One of the main reasons developers don’t test their websites and applications is because the initial costs are too high.
Website testing will undoubtedly influence the budget for your website’s maintenance, so it’s important to think about how to justify the cost of a website testing tool in your development process.
Monetate has put together a comprehensive and informative infographic on the challenges, costs, impact, indirect/direct costs, and opportunities that website testing can provide. In short, there’s more to the cost of testing than a tool’s price tag.
Some things to consider:
We especially appreciate the bottom line:
“A tool might be cheap, or even free, but your time and people are not.”
Even if you’re not willing to invest in a tool, you should consider whether there are any free tools that could be leveraged to make an impact.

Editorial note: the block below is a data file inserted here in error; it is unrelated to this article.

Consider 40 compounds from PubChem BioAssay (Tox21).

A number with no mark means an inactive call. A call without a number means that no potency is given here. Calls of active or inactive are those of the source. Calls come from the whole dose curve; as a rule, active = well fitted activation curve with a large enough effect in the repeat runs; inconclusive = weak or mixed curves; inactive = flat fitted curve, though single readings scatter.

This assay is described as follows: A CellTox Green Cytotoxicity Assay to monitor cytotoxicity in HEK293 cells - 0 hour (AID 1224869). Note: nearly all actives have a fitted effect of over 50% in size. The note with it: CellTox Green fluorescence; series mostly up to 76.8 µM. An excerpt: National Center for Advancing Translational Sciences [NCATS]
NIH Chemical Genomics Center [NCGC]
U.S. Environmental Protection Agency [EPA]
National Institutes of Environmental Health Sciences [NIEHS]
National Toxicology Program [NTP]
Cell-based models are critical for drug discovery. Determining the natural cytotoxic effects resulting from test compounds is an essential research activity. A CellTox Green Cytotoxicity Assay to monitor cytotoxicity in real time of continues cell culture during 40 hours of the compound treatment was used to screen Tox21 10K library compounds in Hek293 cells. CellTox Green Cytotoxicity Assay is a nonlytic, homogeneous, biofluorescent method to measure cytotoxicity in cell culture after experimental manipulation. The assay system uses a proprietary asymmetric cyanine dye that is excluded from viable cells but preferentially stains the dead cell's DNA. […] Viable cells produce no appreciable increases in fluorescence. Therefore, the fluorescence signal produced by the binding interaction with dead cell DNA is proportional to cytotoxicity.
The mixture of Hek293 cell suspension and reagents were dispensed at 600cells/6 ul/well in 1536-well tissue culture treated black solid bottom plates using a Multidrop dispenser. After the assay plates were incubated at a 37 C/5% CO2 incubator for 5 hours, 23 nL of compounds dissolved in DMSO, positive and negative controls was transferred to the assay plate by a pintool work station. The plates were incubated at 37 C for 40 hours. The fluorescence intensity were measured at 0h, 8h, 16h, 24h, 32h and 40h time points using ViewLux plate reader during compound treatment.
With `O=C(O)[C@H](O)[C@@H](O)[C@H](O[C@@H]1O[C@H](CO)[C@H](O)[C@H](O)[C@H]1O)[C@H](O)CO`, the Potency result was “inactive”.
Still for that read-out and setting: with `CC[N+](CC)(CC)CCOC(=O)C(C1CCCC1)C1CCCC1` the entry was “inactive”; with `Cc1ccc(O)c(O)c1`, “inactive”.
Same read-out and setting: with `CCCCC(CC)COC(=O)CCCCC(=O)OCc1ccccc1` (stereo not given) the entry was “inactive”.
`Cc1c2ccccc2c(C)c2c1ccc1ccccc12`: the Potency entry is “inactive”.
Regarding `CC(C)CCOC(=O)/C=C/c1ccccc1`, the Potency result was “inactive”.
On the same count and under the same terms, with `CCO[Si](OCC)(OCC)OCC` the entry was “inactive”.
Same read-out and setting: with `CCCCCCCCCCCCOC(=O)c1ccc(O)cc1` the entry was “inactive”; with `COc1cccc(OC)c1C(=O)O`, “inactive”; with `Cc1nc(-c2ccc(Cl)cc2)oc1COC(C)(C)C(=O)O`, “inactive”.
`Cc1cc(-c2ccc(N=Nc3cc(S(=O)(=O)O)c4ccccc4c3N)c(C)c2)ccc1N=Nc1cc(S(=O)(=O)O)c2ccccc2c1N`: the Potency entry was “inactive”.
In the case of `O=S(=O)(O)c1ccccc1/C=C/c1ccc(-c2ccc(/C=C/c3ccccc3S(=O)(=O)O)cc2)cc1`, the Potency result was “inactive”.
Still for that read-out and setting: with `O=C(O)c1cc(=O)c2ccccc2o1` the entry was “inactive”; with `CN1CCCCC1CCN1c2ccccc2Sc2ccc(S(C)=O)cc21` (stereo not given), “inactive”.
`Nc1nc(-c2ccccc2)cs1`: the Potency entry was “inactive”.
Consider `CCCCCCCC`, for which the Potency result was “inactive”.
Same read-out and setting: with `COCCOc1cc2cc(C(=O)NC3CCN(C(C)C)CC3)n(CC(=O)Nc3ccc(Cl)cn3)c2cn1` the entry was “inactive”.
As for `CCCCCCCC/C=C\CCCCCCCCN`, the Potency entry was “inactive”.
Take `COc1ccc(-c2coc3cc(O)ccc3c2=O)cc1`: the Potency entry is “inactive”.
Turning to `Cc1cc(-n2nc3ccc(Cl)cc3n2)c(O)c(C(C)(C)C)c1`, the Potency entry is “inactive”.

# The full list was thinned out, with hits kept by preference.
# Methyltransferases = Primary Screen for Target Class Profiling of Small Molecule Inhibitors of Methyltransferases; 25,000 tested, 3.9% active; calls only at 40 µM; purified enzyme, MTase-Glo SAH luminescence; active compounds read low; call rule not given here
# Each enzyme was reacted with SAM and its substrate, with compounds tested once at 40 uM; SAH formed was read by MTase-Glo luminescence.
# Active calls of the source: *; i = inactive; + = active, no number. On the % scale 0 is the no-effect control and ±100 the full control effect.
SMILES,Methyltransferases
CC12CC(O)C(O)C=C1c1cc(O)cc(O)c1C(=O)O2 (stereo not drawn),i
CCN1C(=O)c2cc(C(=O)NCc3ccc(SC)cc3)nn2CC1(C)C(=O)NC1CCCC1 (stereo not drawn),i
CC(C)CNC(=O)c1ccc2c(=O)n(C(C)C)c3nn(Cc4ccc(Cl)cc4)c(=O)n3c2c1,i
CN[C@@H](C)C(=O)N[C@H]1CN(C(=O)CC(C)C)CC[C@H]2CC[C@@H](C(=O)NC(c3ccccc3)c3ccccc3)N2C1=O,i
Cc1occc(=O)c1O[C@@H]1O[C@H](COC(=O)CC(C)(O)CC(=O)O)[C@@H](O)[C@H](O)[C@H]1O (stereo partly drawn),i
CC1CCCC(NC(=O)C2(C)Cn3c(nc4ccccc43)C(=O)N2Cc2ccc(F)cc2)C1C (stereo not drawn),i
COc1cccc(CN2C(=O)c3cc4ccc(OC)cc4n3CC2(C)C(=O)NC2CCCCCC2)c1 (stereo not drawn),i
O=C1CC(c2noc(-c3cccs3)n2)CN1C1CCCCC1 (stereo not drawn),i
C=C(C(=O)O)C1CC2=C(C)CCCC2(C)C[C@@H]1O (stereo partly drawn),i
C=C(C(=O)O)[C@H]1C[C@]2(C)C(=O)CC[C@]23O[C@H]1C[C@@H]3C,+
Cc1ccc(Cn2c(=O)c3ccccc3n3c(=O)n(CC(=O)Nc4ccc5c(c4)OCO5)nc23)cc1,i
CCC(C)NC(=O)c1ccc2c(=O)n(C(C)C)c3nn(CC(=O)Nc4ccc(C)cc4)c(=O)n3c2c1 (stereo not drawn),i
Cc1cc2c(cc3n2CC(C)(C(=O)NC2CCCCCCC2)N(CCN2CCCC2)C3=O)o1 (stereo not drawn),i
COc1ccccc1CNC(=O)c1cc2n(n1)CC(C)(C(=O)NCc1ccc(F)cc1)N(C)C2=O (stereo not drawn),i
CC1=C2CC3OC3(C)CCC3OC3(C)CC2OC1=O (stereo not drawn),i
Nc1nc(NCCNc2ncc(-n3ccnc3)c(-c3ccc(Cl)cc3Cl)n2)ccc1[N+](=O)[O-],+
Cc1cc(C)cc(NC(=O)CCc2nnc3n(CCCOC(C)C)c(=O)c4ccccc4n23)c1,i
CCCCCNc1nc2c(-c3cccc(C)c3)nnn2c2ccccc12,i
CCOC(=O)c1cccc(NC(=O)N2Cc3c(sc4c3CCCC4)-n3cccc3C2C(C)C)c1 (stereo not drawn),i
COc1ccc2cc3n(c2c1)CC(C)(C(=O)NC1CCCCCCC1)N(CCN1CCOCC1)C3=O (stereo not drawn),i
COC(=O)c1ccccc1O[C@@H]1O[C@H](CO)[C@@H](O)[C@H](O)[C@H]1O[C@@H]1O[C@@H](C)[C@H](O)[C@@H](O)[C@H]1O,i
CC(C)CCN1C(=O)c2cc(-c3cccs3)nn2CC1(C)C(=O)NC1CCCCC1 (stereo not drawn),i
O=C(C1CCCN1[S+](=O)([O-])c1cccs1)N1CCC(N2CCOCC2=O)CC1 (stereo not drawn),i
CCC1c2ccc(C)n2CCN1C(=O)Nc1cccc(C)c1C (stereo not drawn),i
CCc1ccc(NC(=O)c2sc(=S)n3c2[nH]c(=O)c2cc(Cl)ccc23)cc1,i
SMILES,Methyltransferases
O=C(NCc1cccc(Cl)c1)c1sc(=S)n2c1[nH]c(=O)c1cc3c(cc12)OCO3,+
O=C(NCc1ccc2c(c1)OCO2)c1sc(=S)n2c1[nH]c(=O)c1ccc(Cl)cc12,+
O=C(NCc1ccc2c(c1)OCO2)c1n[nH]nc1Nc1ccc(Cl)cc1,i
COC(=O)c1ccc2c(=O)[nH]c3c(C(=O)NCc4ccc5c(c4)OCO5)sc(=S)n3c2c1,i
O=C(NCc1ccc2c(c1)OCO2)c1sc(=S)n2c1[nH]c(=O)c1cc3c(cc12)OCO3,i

One more tidbit of advice to chew on…
It’s also important to consider the fall out if you take shortcuts or skip testing to save money or make a deadline.
Let’s consider an extreme example like the Obamacare debacle in 2013. When the Affordable Care Act websites went live last year, they made headlines. And not for a good reason.
Healthcare.gov, and its related healthcare exchanges, experienced technical glitches galore including shutdowns, outages, mis-loaded content, rejected logins, and more.
To put it nicely, it was a national embarrassment.
According to Reuters, the sign-up web page failed to handle even 500 hundred users at one time in the days leading up to the launch.
And if that wasn’t bad enough, the cost of building the flagship technology portion of the project cost taxpayers more than $500 million (or so calculates Digital Trends). That’s not even counting what it will cost to get this struggling beast of a website back on track. According to some reports, the bill for fixing the website could cost up to $1 billion!
The lesson: Testing is important. Skipping it or cutting corners when you’re testing could end up costing you more (a billion more!) in the long run.